A: Totally agree. The application intrusion detection concepts described within the presentation are intended to be performed after you've developed your secure application. So take all of your current security practices: threat modeling, secure SDLC, penetration testing, etc, and then add on the application intrusion detection concepts described by AppSensor.  This is intended to be a method of detecting and eliminating malicious users before they possibly locate a vulnerability in your app (that you weren't aware of).

Q: Isn't that just a little like the "honey-pot" strategy? Why not build a real attacker trap in each application, which is not reachable by normal usage of the application by a legitimate user?
A: It is very similar. We are basically implementing detection points that can be though of as "trip-wires" or "honey pots". The detection points are intended to detect a user doing something bad.  A good detection point will have a near-zero false positive rate.

Q: I've always referred to frameworks like this as traffic and/or application policing strategies. As you inspect traffic or data, you dynamically detect malicious behavior and deny applicable end points/attackers.
A: Yes, that is basically the idea here.  AppSensor just helps people implement this idea by providing the types of traffic/attacks that they should be looking for. Also, we are working to provide the code via ESAPI.

Q: How well would the AppSensor integrate with web sites created with Lotus Domino or SAP's web interface?
A: There's no reason AppSensor couldn't work in any web application provided you have the ability to modify the source code.

Q: After a while the attacker will know the pattern that you are checking for .. thus they might get brighter as well. First question - how do we hold pace with the attacker's learning curve. Second question - how do we know, that our traps are working? Should we ad a monitoring interface to the traps themselves that we use to generate test trapping responses?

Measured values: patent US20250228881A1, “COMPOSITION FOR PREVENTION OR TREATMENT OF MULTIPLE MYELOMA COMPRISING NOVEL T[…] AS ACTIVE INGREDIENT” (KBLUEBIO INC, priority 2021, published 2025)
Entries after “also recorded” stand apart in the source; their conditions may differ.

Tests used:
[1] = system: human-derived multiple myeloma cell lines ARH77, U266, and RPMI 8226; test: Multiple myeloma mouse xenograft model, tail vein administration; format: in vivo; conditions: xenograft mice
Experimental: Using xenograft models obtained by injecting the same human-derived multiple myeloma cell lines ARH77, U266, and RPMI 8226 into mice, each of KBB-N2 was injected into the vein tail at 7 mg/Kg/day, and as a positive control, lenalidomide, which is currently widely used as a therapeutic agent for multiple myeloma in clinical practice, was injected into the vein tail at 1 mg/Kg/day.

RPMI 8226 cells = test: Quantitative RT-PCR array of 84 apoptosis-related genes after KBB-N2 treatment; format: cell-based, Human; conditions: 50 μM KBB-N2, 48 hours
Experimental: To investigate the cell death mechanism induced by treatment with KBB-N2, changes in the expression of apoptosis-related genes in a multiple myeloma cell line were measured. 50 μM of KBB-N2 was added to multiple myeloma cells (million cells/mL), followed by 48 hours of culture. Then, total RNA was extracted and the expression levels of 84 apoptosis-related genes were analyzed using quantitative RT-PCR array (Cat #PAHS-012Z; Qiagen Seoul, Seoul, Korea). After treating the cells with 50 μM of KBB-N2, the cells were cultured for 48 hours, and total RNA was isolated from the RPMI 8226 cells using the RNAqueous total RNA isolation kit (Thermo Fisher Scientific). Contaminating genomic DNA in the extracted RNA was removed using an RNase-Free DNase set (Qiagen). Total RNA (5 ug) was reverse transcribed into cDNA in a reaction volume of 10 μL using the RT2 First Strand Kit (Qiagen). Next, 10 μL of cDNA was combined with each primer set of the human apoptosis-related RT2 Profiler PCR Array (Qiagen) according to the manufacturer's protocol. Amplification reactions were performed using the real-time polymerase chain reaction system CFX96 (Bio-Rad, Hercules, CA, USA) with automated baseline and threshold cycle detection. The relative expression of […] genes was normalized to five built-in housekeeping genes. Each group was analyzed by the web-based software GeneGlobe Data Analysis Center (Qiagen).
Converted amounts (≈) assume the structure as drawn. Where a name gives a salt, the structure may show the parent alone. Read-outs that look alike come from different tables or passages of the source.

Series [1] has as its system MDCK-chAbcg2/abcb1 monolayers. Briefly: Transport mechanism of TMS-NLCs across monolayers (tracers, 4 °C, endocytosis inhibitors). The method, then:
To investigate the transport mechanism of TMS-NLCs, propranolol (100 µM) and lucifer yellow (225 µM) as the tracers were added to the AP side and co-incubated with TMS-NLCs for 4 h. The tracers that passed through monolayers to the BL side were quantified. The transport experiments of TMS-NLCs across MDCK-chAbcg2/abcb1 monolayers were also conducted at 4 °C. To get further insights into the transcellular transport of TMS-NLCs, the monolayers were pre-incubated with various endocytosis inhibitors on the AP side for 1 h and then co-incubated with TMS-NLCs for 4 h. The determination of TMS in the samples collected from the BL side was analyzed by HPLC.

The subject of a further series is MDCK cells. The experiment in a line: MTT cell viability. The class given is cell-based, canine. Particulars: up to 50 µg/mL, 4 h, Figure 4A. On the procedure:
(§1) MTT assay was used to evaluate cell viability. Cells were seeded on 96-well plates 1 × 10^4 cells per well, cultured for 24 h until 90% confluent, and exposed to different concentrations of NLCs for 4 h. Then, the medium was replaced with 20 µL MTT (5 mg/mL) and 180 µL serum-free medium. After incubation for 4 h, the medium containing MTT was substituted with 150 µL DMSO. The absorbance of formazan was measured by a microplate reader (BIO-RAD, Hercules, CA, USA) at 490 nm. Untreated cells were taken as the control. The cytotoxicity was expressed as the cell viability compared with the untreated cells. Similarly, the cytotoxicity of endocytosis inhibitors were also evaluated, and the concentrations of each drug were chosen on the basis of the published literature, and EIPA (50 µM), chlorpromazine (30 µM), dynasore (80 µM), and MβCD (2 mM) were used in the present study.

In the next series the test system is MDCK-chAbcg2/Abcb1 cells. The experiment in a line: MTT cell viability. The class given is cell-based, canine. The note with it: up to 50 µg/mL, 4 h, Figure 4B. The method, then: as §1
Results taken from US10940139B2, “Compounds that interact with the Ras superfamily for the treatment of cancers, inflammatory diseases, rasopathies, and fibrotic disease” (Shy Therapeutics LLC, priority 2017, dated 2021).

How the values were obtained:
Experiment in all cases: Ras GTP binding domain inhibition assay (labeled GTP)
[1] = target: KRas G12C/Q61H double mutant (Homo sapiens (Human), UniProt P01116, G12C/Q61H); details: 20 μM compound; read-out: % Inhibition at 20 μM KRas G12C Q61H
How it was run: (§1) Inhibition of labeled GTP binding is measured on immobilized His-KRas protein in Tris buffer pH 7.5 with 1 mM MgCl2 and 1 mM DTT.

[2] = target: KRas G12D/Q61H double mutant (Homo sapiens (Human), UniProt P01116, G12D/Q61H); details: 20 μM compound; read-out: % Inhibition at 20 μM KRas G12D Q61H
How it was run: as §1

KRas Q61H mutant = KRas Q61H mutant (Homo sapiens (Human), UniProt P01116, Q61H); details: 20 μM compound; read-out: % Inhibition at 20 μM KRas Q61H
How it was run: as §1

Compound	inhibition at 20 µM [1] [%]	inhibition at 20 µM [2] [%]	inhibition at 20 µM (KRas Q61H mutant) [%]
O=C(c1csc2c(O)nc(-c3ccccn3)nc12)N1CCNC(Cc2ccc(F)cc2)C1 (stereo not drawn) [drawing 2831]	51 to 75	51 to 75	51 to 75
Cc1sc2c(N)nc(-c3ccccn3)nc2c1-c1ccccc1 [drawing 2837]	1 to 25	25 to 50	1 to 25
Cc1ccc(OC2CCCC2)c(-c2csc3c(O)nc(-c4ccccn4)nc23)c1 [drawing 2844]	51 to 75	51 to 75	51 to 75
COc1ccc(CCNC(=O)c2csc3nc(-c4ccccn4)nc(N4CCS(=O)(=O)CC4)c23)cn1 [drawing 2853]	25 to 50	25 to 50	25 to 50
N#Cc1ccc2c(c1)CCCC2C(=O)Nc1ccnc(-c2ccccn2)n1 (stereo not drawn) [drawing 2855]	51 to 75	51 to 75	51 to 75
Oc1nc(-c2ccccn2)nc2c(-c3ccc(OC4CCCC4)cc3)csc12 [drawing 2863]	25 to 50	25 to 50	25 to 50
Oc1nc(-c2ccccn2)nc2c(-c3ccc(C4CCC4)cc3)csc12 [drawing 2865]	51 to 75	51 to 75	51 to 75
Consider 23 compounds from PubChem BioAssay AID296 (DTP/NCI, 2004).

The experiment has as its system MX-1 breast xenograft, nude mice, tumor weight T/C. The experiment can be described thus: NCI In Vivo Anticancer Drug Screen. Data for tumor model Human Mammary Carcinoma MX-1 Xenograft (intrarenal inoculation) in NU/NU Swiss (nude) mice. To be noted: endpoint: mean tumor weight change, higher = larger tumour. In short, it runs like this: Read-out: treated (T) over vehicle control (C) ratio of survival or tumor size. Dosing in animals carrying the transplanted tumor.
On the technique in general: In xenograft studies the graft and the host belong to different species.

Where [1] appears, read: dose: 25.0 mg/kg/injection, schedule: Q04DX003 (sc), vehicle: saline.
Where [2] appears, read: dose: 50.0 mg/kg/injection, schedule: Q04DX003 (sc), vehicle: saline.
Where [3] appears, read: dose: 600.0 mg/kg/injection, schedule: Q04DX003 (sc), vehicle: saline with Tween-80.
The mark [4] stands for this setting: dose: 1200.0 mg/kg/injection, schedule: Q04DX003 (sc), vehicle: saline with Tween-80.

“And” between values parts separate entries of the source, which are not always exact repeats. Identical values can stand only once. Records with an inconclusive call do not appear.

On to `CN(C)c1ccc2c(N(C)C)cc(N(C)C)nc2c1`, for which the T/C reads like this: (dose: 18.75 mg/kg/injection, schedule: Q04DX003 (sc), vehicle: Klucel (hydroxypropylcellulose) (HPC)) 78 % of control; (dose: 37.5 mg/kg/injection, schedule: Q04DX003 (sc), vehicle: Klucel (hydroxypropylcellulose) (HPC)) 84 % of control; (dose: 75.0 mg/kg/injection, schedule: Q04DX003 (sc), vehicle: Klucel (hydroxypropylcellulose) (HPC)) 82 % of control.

A: The attackers may get smarter, but odds are you are already facing very smart attackers. You don't really need to worry about an attacker learning about the detection points if you ultimately lock out the malicious user's account anyway. However, if account creation is not controlled then there is the potential that the attacker could just create another account and continue probing. But, the attacker would have to be very interested in your site to recreate a new account after every 3 failed attack attempts.
When building the detection points (traps) you should definitely test each one of them prior to production deployment. You'll be testing that the detection point properly captures the particular attack it was designed for.

Q: We should not generate a warning message for the attacker but stay silent and chase him. (Referring to the option to send a message back to the user when the detection point fires).
A: This is totally up to you as the application owner.  Some applications may wish to display a warning message to the user while other apps will remain quite as you indicated.

Q: We should enable the traps (detection points) after we have done our own penetration testing and test the traps?
A: Yes, definitely test the detection points to ensure they are working correctly. Its also worthwhile to observe how the detection points fire during a penetration test.  This might also lead you to new detection points that need to be implemented.

Q: Have you thought about a standardized central monitoring device that these trapped application can interface with?
A: Yes, you could format your log message and then use centralized monitoring via ArcSight, QRadar or any other Security Information and Event Manager.

Hope this helps. Please post any other questions.

-Michael Coates

Wednesday, June 2, 2010

Online Presentation - Thursday - Automated Application Defenses to Thwart Advanced Attackers

Watch my online presentation provided by BrightTalk in the embedded player below.

Topic: OWASP AppSensor & Automated Application Defenses to Thwart Advanced Attackers

When: Thursday, June 3 12pm Eastern / 9am Pacific

Where: Watch via this link or the embedded player below.  

-Michael Coates